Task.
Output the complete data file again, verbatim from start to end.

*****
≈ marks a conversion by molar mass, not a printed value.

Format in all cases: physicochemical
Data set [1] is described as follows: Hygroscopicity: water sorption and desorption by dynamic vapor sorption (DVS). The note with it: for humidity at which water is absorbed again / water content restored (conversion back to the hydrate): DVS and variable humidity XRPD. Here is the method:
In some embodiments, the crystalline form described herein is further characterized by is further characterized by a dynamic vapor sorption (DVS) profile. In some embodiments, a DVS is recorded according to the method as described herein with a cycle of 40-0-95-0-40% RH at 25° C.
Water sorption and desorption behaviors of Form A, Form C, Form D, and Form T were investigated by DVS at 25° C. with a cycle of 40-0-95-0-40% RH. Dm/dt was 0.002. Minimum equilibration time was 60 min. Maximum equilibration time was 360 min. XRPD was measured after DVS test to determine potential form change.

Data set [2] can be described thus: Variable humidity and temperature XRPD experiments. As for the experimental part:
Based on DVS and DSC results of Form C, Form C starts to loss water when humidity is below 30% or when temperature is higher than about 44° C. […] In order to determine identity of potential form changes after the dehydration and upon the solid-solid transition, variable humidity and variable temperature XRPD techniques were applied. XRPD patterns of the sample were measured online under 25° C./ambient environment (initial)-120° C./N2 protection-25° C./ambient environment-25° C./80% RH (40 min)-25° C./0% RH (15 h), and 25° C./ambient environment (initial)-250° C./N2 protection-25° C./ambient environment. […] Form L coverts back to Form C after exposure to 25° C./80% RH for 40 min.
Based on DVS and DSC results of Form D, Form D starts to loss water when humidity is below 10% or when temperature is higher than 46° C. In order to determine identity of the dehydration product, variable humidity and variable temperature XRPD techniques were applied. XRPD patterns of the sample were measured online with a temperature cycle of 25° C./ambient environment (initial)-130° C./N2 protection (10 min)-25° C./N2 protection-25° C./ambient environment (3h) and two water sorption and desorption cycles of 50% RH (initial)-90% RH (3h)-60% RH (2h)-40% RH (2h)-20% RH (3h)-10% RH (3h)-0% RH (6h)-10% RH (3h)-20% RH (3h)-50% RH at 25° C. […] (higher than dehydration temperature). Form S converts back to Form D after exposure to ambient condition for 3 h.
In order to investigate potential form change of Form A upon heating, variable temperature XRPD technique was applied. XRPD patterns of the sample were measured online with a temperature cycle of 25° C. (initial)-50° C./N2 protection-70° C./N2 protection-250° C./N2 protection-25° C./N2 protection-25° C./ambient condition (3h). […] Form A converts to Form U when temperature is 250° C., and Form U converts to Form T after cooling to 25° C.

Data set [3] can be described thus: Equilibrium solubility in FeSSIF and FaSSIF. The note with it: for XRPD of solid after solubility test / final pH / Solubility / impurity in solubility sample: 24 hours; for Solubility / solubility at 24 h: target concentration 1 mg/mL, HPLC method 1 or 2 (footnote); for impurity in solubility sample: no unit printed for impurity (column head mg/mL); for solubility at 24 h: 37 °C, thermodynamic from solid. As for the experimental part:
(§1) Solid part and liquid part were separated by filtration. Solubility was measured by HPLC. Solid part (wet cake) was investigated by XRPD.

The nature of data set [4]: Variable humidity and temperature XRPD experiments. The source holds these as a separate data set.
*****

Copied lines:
≈ marks a conversion by molar mass, not a printed value.

Format in all cases: physicochemical
Data set [1] is described as follows: Hygroscopicity: water sorption and desorption by dynamic vapor sorption (DVS). The note with it: for humidity at which water is absorbed again / water content restored (conversion back to the hydrate): DVS and variable humidity XRPD. Here is the method:
In some embodiments, the crystalline form described herein is further characterized by is further characterized by a dynamic vapor sorption (DVS) profile. In some embodiments, a DVS is recorded according to the method as described herein with a cycle of 40-0-95-0-40% RH at 25° C.
Water sorption and desorption behaviors of Form A, Form C, Form D, and Form T were investigated by DVS at 25° C. with a cycle of 40-0-95-0-40% RH. Dm/dt was 0.002. Minimum equilibration time was 60 min. Maximum equilibration time was 360 min. XRPD was measured after DVS test to determine potential form change.

Data set [2] can be described thus: Variable humidity and temperature XRPD experiments. As for the experimental part:
Based on DVS and DSC results of Form C, Form C starts to loss water when humidity is below 30% or when temperature is higher than about 44° C. […] In order to determine identity of potential form changes after the dehydration and upon the solid-solid transition, variable humidity and variable temperature XRPD techniques were applied. XRPD patterns of the sample were measured online under 25° C./ambient environment (initial)-120° C./N2 protection-25° C./ambient environment-25° C./80% RH (40 min)-25° C./0% RH (15 h), and 25° C./ambient environment (initial)-250° C./N2 protection-25° C./ambient environment. […] Form L coverts back to Form C after exposure to 25° C./80% RH for 40 min.
Based on DVS and DSC results of Form D, Form D starts to loss water when humidity is below 10% or when temperature is higher than 46° C. In order to determine identity of the dehydration product, variable humidity and variable temperature XRPD techniques were applied. XRPD patterns of the sample were measured online with a temperature cycle of 25° C./ambient environment (initial)-130° C./N2 protection (10 min)-25° C./N2 protection-25° C./ambient environment (3h) and two water sorption and desorption cycles of 50% RH (initial)-90% RH (3h)-60% RH (2h)-40% RH (2h)-20% RH (3h)-10% RH (3h)-0% RH (6h)-10% RH (3h)-20% RH (3h)-50% RH at 25° C. […] (higher than dehydration temperature). Form S converts back to Form D after exposure to ambient condition for 3 h.
In order to investigate potential form change of Form A upon heating, variable temperature XRPD technique was applied. XRPD patterns of the sample were measured online with a temperature cycle of 25° C. (initial)-50° C./N2 protection-70° C./N2 protection-250° C./N2 protection-25° C./N2 protection-25° C./ambient condition (3h). […] Form A converts to Form U when temperature is 250° C., and Form U converts to Form T after cooling to 25° C.

Data set [3] can be described thus: Equilibrium solubility in FeSSIF and FaSSIF. The note with it: for XRPD of solid after solubility test / final pH / Solubility / impurity in solubility sample: 24 hours; for Solubility / solubility at 24 h: target concentration 1 mg/mL, HPLC method 1 or 2 (footnote); for impurity in solubility sample: no unit printed for impurity (column head mg/mL); for solubility at 24 h: 37 °C, thermodynamic from solid. As for the experimental part:
(§1) Solid part and liquid part were separated by filtration. Solubility was measured by HPLC. Solid part (wet cake) was investigated by XRPD.

The nature of data set [4]: Variable humidity and temperature XRPD experiments. The source holds these as a separate data set.